Saudi’s Sipchem, Sahara to seek deals in US and Asia after merger

Saleh M. Bahamdan (R), Chief Executive Officer of Sahara Petrochemicals, shakes hands with Abdullah Al-Saadoon, Chief Executive Officer of Sipchem, at the headquarters of Sipchem in Khobar, Saudi Arabia, May 12, 2019. (File/Reuters)
Updated 14 May 2019
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Saudi’s Sipchem, Sahara to seek deals in US and Asia after merger

  • The new entity will have combined assets worth more than $5.9 bn, ranking 2nd after SABIC
  • Growth opportunities will be evaluated and prioritized after the combined entity’s management and board are appointed

KHOBAR, Saudi Arabia: Saudi International Petrochemical Co. (Sipchem) and Sahara Petrochemical plan to target acquisitions and joint ventures in the United States and Asia when their merger is completed in order to expand market reach, top executives said.
The new entity, Sahara International Petrochemical Company, will have combined assets worth more than 22 billion riyals ($5.9 billion), ranking second after the kingdom’s biggest petrochemicals firm, Saudi Basic Industries (SABIC).
“Combining Sipchem and Sahara will create an integrated petrochemical leader with an improved competitive position in Saudi Arabia and globally,” said Sahara CEO Saleh Bahamdan, who will also be CEO of the new entity.
“We are looking at opportunities in Asia and US markets for either acquisition or organic growth, JVs, and locally we are also exploring,” said Sipchem CEO Abdullah Al-Saadoon, who will be the new company’s chief operating officer.
Growth opportunities will be evaluated and prioritized after the combined entity’s management and board are appointed, both executives told Reuters in an interview, without giving further details.
Shareholders of the two firms will hold separate meetings on May 16 to vote on the merger in the last step before completion.
The duo called off a tie-up in 2014, citing an inadequate regulatory framework, but revived it in 2018 as consolidation gained momentum in the Saudi corporate sector as part of the government’s Vision 2030 drive to diversify the economy and boost the private sector to create jobs for a young population.
“The transaction comes in line with Vision 2030 goals to build national companies with strong local and international reach in a sector that has been identified as a priority for the future Saudi economy,” said Bahamdan.
The petrochemical sector, which produces chemicals using oil and natural gas as raw materials, is the backbone of the kingdom’s manufacturing sector. Its flagship is SABIC, the world’s fourth largest petrochemical firm, the majority of which was recently acquired by Saudi oil giant Aramco.
Sahara produces basic petrochemicals while Sipchem focuses on more high-value products. The tie-up will expand their product portfolio, increase purchasing power and reduce raw material costs, boosting competitiveness and sustainability.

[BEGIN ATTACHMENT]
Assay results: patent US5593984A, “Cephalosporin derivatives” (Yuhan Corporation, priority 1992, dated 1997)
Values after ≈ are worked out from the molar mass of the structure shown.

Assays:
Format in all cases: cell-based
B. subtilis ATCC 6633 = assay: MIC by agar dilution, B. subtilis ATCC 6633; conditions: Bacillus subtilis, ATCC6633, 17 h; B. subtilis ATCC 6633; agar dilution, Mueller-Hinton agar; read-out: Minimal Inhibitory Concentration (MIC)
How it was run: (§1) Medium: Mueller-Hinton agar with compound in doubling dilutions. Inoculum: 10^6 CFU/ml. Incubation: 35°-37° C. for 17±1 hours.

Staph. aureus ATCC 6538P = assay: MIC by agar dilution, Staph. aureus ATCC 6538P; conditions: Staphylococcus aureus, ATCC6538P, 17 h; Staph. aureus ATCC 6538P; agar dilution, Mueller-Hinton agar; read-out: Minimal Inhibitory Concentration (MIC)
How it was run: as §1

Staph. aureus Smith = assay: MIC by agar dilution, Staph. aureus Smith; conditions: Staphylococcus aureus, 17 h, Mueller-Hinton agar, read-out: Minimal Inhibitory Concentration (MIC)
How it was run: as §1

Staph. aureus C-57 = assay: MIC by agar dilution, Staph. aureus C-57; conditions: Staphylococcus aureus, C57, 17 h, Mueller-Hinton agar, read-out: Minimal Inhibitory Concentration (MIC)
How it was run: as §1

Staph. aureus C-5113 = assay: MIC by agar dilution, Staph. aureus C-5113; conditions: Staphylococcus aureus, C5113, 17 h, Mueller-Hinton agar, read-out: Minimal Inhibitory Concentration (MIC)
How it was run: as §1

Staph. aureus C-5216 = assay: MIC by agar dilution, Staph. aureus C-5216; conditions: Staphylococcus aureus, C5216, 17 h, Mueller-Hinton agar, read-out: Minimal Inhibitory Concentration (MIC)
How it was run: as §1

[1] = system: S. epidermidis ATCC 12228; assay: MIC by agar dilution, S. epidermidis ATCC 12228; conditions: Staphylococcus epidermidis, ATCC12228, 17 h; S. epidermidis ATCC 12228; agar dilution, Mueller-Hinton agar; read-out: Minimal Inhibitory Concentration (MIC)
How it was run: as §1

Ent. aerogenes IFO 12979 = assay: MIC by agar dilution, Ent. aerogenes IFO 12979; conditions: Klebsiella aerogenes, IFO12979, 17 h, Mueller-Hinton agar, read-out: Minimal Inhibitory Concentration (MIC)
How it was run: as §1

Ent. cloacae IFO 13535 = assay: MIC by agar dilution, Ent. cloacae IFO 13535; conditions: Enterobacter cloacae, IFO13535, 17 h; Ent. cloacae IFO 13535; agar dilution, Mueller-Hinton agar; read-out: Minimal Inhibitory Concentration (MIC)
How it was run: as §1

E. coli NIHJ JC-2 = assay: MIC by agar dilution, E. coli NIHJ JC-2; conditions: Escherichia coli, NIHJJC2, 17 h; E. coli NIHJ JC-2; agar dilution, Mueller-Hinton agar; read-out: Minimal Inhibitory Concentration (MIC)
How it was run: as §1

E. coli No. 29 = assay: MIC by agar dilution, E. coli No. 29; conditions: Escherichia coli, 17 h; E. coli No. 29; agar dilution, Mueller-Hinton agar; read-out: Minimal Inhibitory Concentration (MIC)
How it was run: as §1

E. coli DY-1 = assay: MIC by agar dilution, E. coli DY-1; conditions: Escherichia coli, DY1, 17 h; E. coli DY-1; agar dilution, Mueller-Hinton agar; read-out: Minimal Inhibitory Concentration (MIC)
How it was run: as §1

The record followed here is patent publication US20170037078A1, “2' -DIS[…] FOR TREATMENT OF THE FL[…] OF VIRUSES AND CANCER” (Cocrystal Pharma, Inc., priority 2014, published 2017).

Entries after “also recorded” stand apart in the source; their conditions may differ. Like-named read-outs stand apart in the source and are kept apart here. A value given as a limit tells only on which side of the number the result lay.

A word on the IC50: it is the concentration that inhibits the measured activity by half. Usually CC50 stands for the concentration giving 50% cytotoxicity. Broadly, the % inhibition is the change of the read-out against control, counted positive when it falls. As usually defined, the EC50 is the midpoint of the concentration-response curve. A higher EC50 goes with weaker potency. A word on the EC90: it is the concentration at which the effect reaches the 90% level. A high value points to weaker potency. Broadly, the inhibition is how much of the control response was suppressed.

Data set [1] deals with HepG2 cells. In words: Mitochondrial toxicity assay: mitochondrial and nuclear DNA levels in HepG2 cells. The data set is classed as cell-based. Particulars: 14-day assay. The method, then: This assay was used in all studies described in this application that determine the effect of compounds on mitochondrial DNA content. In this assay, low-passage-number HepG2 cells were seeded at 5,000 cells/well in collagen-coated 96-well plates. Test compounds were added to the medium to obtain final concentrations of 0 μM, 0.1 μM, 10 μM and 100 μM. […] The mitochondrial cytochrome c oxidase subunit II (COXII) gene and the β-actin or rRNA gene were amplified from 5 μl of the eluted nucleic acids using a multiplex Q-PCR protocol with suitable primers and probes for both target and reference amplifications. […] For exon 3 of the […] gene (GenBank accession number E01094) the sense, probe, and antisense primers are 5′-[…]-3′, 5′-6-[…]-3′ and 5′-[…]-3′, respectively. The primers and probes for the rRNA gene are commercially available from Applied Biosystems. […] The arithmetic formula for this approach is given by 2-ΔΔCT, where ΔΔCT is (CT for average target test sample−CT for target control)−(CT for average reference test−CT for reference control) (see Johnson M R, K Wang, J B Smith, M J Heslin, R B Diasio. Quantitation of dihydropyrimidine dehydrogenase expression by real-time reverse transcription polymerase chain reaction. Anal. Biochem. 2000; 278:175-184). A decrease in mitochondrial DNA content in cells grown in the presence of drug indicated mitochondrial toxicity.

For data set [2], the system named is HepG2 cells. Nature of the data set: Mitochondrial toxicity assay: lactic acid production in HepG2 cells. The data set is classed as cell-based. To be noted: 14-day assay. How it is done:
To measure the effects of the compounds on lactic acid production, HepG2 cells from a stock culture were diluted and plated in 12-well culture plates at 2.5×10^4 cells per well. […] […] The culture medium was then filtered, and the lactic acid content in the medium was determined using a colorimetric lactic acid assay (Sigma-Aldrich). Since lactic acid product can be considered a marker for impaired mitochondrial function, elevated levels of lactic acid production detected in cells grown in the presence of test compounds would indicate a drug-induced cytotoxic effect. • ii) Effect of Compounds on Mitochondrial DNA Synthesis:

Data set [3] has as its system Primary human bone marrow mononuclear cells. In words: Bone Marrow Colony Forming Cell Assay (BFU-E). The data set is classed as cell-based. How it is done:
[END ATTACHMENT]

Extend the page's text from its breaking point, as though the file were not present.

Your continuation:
“The merger between Sipchem and Sahara is expected to create synergies of 175-225 million riyals in recurrent EBITDA (earnings before interest, tax, depreciation and amortization) annually, coming from increased revenue and also optimising cost,” said Saadoon.
The synergies will start in the first year of completing the deal and will be fully realized in three years, Bahamdan said.
The two companies will have a shared services structure, including human resources, IT, finance, maintenance and technical services.
They will also have increased scale for procurement and boost cross-selling through 24 companies and affiliates offering 30 distinct petrochemical products, Bahamdan added.
Both Sipchem and Sahara have the Zamil Group, one of the kingdom’s most prominent family businesses, as a significant shareholder, along with the Saudi Arabian government.


Unaoil’s former Iraq partner pleads guilty to bribery

Updated 40 min 37 sec ago
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Unaoil’s former Iraq partner pleads guilty to bribery

  • It is the first guilty plea to result from a three-year investigation by the Serious Fraud Office into suspected bribery and money laundering
  • Unaoil is a Monaco-based oil and gas firm

LONDON: The former partner in Iraq for Unaoil, a Monaco-based oil and gas consultancy, has pleaded guilty to five counts of bribery in the first conviction in a three-year criminal investigation by Britain’s Serious Fraud Office (SFO).
Basil Al Jarah, 70, pleaded guilty on July 15 to conspiring to give corrupt payments in connection with the award of contracts to supply and install single point moorings and oil pipelines in southern Iraq, the SFO said.
Al Jarah’s conviction, which comes six months before three other defendants in the case face a criminal trial in London, was announced after a judge lifted reporting restrictions in a pre-trial hearing on Friday, the SFO said.
Ziad Akle, Unaoil’s former territory manager for Iraq and Stephen Whiteley and Paul Bond, who worked for Dutch-based oil and gas services company SBM (Offshore), have pleaded not guilty.
Akle, 44, has been charged with three offenses of conspiracy to make corrupt payments. Bond, a 67-year-old former senior sales manager with SBM (Offshore), and Whiteley, a 64-year-old former vice president of SBM (Offshore) and one-time Unaoil general territories manager for Iraq, Kazakhstan and Angola, each face two counts.
Sam Healey, a lawyer at JMW Solicitors who is representing Whiteley, said his client “strenuously denied” all alleged offenses.
“Mr Whiteley co-operated fully with the SFO as they opened their enquiries and will rigorously defend the charges,” he said.
Lawyers for Al Jarah and Bond declined to comment. A lawyer for Akle was not immediately available for comment.
A spokeswoman for Unaoil declined to comment, while SBM Offshore has said it is company policy to not comment on past or current employees.